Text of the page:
Woman Of The Year Awards: The woman who took on the Atlantic... and won
Inspirational rower earns top accolade in Telegraph awards
Published 07/12/2012 | 05:10
It's fitting that the Belfast Telegraph Woman Of The Year Awards at the Ramada Hotel, Shaw’s Bridge, Belfast are held in midwinter, for we're celebrating the kind of women whose lives and actions lighten the darkness.
And our overall Woman of the Year 2012, Kate Richardson (22), certainly does that.
The tale of how this Portadown woman set out with five other women in a rowing boat to conquer the Atlantic and raise funds for anti-human traffick campaign Row for Freedom is inspiring.
Twelve months ago, she was about to undertake the Transatlantic Woodvale Challenge, rowing from the Canary Islands to Barbados from December 5 to January 24. The teaching assistant had to undergo rigorous training as only the fittest survive this challenge.
Her team of five intrepid women tackled what's known as the most dangerous rowing race in the world with real gumption.
Was she tempted to quit?
“I was tempted to give up all the time, but you go into survival mode and find a willpower. Human trafficking is so awful I thought if these people are going through that I can do this.”
But it was worth it, not just for a place in nautical history books but to fight the rise in human trafficking that supplies the sex industry and forced labour market.
She added: “We were determined to become the first all-female crew to complete the race, and reached fourth position when we finally arrived in Barbados after 45 days, even though we left two days behind the other teams.”
Christmas 2011 was different for Kate. Although there were extra rations, the treat was speaking to parents Mark and Marina, and to sister Kerry on Christmas Day. What kept Kate going throughout this journey was her character, and her faith. A member of the Celebration Church in Portadown, its support was vital.
And there were practical difficulties: “Our equipment broke down, and two days before Christmas Eve our water maker broke.”
She didn't want to let anybody down, including the charity for which she raised £70,000 to date “and money is still coming in”.
Kate's bravery and sheer grit tell us something about Northern Irish women in general and this young woman in particular.
As Charlotte Elliott, Regional People Manager for Asda NI, said: “Everyone at Asda is delighted that Kate Richardson was honoured as the Belfast Telegraph’s Woman of the Year. It was fantastic to see the life and work of so many brave and hard-working women being celebrated.
“As a major employer of women in Northern Ireland, we’re delighted to play a part in turning that spotlight on these fantastic and inspirational ladies.”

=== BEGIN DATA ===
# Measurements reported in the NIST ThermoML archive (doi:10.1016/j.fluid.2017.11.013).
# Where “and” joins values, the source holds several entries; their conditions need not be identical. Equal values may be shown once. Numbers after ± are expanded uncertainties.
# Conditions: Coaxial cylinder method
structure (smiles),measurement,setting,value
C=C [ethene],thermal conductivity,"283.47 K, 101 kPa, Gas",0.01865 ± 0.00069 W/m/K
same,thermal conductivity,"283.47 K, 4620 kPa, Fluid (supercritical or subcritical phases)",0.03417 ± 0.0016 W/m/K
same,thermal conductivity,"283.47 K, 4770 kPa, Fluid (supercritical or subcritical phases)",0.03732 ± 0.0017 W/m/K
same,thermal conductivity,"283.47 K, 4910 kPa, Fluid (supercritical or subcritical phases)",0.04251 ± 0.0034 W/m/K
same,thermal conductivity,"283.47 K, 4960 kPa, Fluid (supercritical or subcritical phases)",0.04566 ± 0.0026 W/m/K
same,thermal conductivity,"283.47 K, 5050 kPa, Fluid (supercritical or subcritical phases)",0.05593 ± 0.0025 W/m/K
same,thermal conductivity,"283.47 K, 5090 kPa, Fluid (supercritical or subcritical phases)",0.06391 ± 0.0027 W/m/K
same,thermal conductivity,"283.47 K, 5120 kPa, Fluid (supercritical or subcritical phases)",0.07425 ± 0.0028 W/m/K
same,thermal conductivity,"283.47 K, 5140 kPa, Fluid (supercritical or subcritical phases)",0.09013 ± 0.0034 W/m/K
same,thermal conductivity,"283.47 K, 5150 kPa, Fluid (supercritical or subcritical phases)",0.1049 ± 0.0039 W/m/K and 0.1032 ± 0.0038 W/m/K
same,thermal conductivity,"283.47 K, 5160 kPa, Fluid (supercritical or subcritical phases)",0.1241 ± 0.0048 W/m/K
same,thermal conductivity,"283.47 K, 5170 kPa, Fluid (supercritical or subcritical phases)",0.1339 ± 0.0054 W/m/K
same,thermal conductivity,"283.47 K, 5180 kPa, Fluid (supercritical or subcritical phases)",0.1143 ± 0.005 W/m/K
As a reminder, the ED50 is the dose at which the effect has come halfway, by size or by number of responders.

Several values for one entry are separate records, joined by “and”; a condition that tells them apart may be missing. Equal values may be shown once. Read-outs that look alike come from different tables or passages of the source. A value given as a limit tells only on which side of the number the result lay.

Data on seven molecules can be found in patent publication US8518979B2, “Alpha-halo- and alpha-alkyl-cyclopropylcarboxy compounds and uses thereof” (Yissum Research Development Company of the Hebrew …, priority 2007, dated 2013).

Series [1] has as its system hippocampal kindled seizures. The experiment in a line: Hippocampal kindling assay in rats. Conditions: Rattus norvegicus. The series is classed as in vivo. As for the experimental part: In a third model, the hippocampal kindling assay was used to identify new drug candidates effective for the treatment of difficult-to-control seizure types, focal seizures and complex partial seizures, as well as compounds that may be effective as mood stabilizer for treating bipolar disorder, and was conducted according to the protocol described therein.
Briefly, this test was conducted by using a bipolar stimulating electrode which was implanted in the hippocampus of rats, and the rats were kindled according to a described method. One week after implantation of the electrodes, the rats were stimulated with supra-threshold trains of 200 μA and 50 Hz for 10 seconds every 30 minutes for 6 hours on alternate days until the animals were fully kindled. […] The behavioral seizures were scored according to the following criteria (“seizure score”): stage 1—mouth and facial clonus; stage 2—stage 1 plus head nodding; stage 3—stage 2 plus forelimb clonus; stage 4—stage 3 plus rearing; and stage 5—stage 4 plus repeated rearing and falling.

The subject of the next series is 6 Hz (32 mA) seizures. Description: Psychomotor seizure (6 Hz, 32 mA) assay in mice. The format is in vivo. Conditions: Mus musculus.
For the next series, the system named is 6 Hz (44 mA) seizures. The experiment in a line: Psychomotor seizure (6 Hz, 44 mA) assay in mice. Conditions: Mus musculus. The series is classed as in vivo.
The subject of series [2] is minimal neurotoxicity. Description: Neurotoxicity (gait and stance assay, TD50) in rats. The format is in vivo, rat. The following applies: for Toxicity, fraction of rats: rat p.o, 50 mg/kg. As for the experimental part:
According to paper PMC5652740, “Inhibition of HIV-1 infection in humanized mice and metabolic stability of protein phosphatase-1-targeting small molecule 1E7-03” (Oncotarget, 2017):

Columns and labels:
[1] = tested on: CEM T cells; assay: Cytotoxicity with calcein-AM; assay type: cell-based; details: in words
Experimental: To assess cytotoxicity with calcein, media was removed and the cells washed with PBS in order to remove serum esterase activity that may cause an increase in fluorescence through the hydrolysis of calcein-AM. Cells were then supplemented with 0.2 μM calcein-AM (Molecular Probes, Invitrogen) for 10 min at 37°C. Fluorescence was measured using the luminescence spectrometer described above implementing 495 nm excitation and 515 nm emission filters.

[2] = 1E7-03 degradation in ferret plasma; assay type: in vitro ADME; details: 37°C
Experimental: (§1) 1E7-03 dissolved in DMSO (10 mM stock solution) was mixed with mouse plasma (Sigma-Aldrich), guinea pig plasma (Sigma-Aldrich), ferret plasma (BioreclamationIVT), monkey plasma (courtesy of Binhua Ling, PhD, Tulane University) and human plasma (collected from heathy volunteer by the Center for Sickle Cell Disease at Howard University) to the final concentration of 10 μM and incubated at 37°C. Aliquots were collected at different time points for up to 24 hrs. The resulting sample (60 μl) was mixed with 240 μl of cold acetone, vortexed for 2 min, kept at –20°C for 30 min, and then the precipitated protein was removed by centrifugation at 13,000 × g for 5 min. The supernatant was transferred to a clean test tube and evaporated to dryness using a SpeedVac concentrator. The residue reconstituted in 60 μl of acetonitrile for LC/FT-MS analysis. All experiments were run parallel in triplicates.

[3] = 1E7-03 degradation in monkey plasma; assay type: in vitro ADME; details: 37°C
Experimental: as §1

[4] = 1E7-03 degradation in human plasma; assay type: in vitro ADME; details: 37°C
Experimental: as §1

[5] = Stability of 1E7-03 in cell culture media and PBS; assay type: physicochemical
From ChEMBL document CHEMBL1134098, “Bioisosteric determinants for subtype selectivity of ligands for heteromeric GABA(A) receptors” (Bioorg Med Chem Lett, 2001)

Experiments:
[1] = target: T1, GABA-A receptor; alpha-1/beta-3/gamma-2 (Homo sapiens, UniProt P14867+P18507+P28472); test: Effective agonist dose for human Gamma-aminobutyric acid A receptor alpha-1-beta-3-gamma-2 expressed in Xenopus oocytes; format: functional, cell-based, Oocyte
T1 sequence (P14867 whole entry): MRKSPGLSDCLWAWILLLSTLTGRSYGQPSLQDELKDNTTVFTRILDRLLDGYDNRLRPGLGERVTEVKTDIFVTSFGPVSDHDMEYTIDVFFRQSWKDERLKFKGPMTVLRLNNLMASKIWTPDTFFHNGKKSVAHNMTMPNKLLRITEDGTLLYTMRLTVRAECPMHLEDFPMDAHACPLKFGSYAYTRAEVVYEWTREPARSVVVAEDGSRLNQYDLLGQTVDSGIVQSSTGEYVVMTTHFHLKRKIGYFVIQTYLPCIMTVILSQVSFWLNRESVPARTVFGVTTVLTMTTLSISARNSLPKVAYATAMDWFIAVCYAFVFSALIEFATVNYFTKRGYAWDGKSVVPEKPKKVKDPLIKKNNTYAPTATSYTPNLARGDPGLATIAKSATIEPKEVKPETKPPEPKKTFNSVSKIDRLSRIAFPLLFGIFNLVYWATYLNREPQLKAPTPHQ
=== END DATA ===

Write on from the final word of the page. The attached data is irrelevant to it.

Belfast Telegraph Editor Mike Gilson added: “It was a fabulous night with very worthy winners and it’s great to see a young woman like Kate, who showed such tenacity, become our Woman of the Year.
“She not only became the first Irishwoman to row the Atlantic, setting world records, she shows the future of Northern Ireland.”
My amazing end to a difficult year
By Jane Hardy
The joint winner of the Belfast Telegraph Inspirational Woman of the Year award, Ann Travers, said winning her award was “a lovely way to end a very difficult year”.
Talking at one of the tables and looking glamorous in red, plus a blue scarf concealing the ravages of chemotherapy as she is being treated for cancer, Ann said: “It's absolutely amazing, I'm overwhelmed by it. Really blown away by the recognition.”
She shouldn't be.
This is a remarkable woman, whose father Tom, who was a judge and sister Mary were attacked by the IRA as they were leaving Mass at Derryvolgie Church in south Belfast in 1984. Her sister died in the attack and her father was badly wounded.
You can't help wondering what kept Ann going in her fight for justice for her sister Mary.
“I was always thinking of Mary
and my dad. I thought about how afraid she must have felt that day. She must have been terrified.”
Ann fought a successful campaign against the appointment of Mary McArdle, one of the people convicted over her sister’s murder, as a special adviser to Sinn Fein minister Caral Ni Chuilin.
“My father and sister didn't have a chance, and I thought it just couldn't happen,” she said.
Ann now sits on the Commission for Victims and Survivors.
Main award winners
Woman of the Year in Education: Michelle Godfrey
Woman of the Year in the Voluntary Sector: Roberta Rogers
Sportswoman of the Year: Bethany Firth
Inspirational Woman of the Year: Kate Richardson/ Ann Travers
Woman of the Year in the Health Sector: Jennifer Jackson
Mum of the Year: Leona Knox
Businesswoman of the Year: Fionnula Deane/Laura Campbell/Jackie McColgan of Dog Ears Ltd
Woman of the Year: Kate Richardson